Strangely, the report itself contradicts you and makes it clear that he was banned & uninvited before any public comments about cheating, because he had beaten Magnus:
image

The report’s own timeline makes it clear that:

  1. Chess.com investigated Niemann solely due to his having beaten Magnus.
  2. Within 24 hours of Niemann having beaten Magnus, Chess.com banned & uninvited Niemann
  3. 1&2 precedes any statement by Niemann regarding Chess.com or his dishonest recounting of his history of online cheating
  4. Exhibit B shows that none of Niemann’s games post-ban were suspicious or indicative of cheating, and that he had complied with the terms of the agreement reached with Danny Rensch back in 2020
  5. It is also shown that no new evidence was searched for until AFTER Niemann beat Magnus.
  6. Nonetheless, chess.com decided to reinstate his ban because he had beaten Magnus in a game that experts, again, state wasn’t indicative of cheating and was one in which Magnus played unusually poorly.

If you think that is a rational, logical or fair approach - by all means.

Ok 🤷‍♂️ Yet nonetheless, it remains true. Everything I’ve seen draws a distinction betwen his online cheating and his OTB game where people note that Carlsen played unusually poorly and missed several very obvious chances to win the game.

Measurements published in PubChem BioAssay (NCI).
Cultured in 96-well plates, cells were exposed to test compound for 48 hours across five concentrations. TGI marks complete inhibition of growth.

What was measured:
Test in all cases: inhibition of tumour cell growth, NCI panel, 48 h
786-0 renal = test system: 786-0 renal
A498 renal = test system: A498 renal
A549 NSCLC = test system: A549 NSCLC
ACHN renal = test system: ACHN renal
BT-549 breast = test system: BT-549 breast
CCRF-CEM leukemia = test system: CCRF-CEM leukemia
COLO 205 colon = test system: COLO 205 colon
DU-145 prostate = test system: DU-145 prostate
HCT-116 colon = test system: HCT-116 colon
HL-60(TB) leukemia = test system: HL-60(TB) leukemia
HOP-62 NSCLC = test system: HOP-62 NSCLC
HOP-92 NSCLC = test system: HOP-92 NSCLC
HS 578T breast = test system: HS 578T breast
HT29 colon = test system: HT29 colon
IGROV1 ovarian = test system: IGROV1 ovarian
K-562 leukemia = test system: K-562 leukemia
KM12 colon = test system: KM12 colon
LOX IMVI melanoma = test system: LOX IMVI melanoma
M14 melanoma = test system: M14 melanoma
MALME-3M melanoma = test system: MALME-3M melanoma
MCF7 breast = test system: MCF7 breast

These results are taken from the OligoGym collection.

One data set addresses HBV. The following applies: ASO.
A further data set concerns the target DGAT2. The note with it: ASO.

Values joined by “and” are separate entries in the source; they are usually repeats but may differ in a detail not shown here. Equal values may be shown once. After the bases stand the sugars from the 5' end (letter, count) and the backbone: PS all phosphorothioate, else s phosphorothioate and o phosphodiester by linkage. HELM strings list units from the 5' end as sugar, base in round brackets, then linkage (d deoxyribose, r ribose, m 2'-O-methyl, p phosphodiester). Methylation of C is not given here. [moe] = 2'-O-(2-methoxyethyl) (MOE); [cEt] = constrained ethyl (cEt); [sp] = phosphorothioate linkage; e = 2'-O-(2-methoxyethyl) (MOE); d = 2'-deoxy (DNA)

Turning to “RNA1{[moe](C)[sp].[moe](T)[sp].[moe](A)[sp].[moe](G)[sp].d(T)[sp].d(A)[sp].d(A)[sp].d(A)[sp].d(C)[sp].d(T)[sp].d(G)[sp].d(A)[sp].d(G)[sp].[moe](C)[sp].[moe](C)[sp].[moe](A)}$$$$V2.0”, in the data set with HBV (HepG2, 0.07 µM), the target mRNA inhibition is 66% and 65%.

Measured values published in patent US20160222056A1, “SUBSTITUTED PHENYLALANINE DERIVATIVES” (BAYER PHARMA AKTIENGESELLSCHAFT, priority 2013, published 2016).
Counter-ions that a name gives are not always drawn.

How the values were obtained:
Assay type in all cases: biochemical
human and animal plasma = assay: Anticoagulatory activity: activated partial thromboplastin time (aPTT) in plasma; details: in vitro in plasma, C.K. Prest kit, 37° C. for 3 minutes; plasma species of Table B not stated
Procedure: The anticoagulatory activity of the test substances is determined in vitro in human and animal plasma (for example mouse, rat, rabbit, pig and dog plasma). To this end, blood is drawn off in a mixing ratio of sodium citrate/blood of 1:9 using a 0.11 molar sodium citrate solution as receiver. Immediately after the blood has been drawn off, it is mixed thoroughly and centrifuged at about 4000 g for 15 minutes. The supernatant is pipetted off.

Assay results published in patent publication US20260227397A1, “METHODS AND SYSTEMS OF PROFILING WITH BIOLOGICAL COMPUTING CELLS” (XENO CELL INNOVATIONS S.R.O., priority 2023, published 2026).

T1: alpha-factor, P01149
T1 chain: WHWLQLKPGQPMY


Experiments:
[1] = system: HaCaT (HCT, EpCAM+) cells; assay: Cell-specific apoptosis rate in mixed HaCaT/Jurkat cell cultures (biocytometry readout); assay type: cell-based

You’ve already pointed them out. Every statement by Niemann that is highlighted in the part you pull out is a lie. Hans could have chosen to accept their decision to ban and disinvite him quietly. He is not the only top-100 players to have been banned from Chess.com (there are probably more than we know) without making a public fuss. He is also not the first player to be disinvited from a tournament.

His choice to go public with it. And then to lie to justify himself.

So you keep saying. I must have imaged the surprise of various experts at Nieman’s play in that game, (the Norwegian broadcast experts even commented on it during the play, IIRC). It’s a line of play that he has no coherent explanation for (also covered in the Chess.com report). Nakamura, obviously - but also Nepo has spoken and published extensively about this. Nepo claims that even before the tournament he had requested additional anti-cheating controls specifically because of Nieman. And that’s just the big names.

I get that you think we should give a known, serial cheater the benefit of the doubt, since he hasn’t been caught red-handed OTB. We will just have to disagree about that as well.